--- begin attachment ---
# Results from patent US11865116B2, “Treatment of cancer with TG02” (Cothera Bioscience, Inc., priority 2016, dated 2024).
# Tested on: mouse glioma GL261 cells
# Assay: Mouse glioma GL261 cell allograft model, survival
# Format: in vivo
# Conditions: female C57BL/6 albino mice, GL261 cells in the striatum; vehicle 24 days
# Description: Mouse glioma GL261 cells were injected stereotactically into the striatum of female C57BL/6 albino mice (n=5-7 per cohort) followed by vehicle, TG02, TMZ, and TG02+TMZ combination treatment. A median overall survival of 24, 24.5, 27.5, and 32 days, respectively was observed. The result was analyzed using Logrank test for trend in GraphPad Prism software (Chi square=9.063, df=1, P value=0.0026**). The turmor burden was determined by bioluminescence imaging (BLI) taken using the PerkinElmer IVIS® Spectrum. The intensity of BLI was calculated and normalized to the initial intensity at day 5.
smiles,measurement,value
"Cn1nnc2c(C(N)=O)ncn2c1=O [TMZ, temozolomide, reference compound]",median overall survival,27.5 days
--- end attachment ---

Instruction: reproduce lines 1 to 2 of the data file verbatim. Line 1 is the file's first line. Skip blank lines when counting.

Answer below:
# Results from patent US11865116B2, “Treatment of cancer with TG02” (Cothera Bioscience, Inc., priority 2016, dated 2024).
# Tested on: mouse glioma GL261 cells